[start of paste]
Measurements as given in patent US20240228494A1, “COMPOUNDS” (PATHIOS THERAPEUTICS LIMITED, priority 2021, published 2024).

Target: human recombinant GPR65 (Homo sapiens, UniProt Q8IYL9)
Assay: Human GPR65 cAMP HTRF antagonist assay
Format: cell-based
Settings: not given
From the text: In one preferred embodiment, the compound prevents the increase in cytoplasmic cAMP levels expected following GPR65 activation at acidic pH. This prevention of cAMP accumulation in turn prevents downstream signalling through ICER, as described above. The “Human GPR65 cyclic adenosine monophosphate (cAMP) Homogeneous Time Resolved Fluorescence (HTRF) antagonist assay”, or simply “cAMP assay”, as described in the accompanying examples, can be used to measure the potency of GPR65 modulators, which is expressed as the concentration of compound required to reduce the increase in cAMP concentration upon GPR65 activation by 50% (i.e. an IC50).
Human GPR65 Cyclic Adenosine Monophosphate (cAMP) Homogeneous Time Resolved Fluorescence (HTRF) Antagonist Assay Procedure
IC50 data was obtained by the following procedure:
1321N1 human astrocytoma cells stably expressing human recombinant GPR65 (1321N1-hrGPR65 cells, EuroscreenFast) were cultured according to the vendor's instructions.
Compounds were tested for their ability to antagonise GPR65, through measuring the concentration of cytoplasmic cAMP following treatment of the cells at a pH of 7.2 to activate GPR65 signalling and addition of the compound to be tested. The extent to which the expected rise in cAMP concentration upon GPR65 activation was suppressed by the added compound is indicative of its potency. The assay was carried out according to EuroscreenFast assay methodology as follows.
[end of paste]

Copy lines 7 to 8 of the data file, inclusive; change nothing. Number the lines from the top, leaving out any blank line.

Human GPR65 Cyclic Adenosine Monophosphate (cAMP) Homogeneous Time Resolved Fluorescence (HTRF) Antagonist Assay Procedure
IC50 data was obtained by the following procedure: